Any single issue that he spent more than an hour on or anything he is repeatedly spending time on, those are my definition of time sink.
Why am I interested in those specific items:
Items in category 1 are apt to come up in conversation with my boss. They are also items I need to monitor to ensure that the systems, applications, and yes the admin staff, are not causing the company headaches.
Items in categories 2 and 3 fall into planning and budget issues that I need to plan for, or co-ordinate with others.
Category 3 also allows me to eventually understand that application A or staff member B or 'department' C are killing us and I need to find a better way for the company to work. It also allows me a better understanding of whether the week is an anomaly or if I need additional admin staff or training.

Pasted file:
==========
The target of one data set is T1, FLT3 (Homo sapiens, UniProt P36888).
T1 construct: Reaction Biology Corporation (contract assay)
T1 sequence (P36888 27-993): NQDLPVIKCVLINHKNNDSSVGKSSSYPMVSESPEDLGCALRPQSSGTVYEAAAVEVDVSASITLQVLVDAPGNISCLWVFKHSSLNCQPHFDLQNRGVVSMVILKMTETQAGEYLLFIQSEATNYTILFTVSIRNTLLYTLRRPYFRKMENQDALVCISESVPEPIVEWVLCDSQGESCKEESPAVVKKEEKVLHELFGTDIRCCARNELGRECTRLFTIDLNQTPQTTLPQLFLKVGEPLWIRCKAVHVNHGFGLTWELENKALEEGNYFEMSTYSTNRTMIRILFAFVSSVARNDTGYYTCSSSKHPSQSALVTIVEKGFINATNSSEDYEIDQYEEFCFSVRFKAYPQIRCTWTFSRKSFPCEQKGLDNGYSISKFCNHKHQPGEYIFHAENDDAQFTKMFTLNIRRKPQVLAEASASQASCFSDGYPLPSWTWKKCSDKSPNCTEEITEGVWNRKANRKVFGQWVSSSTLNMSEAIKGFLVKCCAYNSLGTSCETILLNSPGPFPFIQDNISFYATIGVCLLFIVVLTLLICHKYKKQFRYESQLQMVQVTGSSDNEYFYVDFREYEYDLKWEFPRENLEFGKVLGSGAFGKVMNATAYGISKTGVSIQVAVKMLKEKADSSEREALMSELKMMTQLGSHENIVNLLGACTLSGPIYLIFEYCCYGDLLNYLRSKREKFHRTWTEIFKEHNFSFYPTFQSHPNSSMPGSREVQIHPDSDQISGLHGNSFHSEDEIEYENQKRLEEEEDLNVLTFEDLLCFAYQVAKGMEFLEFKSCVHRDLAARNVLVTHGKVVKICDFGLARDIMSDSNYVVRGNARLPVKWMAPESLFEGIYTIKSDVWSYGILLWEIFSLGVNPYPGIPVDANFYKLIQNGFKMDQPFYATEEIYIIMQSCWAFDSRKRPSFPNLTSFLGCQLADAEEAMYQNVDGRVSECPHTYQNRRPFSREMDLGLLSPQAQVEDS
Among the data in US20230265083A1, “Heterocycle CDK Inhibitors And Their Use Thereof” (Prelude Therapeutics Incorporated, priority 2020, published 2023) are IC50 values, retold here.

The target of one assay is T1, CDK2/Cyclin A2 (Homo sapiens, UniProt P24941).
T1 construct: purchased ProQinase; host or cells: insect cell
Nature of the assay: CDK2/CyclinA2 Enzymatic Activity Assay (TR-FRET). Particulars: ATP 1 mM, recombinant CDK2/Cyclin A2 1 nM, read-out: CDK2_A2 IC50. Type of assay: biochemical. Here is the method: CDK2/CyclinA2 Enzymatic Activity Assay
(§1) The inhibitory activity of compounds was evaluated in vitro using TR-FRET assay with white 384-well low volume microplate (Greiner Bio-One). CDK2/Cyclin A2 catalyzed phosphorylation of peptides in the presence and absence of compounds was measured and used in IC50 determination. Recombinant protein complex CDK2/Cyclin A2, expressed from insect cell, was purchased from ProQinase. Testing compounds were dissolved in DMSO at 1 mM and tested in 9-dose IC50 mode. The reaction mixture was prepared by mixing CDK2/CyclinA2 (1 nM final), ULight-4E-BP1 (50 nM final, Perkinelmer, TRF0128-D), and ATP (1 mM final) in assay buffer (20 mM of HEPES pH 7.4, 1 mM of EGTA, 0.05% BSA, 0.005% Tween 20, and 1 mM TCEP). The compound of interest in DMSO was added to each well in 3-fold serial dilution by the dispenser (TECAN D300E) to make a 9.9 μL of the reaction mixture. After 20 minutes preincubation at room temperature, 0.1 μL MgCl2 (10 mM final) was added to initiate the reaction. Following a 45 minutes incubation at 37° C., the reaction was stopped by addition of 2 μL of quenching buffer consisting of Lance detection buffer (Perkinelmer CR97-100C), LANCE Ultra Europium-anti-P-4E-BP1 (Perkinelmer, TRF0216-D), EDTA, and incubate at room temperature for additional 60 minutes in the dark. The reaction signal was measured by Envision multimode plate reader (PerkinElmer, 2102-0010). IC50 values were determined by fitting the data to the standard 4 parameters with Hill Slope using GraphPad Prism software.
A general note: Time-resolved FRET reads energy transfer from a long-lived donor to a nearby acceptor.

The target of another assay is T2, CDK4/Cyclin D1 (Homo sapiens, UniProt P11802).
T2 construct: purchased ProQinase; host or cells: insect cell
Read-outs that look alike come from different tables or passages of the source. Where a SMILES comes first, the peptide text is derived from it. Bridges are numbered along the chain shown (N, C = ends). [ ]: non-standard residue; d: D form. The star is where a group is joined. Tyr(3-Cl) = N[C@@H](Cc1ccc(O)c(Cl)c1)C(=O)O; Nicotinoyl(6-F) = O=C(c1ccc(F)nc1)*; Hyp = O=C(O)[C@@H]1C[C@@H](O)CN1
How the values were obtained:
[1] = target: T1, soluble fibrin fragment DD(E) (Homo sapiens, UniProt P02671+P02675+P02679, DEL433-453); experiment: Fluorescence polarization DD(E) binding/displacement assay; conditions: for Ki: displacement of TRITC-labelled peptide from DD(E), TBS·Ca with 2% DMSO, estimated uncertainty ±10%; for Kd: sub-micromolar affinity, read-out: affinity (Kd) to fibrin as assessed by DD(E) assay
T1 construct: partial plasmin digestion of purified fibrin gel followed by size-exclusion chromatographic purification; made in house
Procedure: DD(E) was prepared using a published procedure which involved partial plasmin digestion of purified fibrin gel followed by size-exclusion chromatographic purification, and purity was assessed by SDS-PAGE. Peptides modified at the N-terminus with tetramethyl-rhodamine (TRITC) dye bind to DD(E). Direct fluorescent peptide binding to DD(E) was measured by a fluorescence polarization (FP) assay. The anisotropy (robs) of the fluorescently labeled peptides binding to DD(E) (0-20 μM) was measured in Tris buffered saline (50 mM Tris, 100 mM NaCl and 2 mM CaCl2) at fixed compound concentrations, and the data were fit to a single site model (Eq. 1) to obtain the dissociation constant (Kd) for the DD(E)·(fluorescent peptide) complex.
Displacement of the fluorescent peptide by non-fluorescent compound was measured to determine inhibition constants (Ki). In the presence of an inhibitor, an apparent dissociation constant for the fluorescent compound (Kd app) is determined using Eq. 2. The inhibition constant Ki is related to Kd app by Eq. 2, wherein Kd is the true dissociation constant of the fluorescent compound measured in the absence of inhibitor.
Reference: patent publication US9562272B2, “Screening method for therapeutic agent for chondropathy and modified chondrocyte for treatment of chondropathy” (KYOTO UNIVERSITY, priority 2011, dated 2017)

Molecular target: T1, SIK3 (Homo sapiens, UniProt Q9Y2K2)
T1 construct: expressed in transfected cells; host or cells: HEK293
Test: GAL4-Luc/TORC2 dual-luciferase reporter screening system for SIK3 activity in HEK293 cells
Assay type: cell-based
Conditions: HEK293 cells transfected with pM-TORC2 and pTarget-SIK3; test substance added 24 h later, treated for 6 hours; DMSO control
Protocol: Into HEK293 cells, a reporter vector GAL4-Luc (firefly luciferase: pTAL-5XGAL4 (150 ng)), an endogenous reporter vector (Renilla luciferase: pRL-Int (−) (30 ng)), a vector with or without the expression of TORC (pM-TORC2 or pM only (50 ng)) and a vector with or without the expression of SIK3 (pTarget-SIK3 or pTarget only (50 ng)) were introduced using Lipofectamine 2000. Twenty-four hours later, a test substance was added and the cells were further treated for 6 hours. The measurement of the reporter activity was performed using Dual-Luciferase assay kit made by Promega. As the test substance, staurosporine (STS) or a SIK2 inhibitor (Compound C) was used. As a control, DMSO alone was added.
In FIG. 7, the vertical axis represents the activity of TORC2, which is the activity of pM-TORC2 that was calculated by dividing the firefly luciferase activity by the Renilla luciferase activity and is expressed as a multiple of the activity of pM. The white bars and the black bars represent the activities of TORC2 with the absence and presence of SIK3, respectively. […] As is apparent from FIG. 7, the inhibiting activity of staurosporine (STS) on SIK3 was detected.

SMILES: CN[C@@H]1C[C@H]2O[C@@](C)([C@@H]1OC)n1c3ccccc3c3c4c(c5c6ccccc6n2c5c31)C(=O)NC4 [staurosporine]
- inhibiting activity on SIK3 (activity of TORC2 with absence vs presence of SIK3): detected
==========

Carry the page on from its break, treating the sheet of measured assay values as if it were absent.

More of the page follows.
None of this is in a rigid format, so no I can't forward you a template
Bottom line, in a small company, single admin case where that admin reports to the CTO, the CTO is effectively the systems/IT manager as well as the development manager, the CTO or corporate level planner, and the executive level consultant/evangelist on IT matters to the CEO and CFO. I do NOT necessarily expect the admin to be an IT manager, being an admin is frequently hard enough. However, that 'department' is not my only concern so to some extent the admin needs to summarize stuff and not ship me logs/raw data, I have too many hats.
Does that help?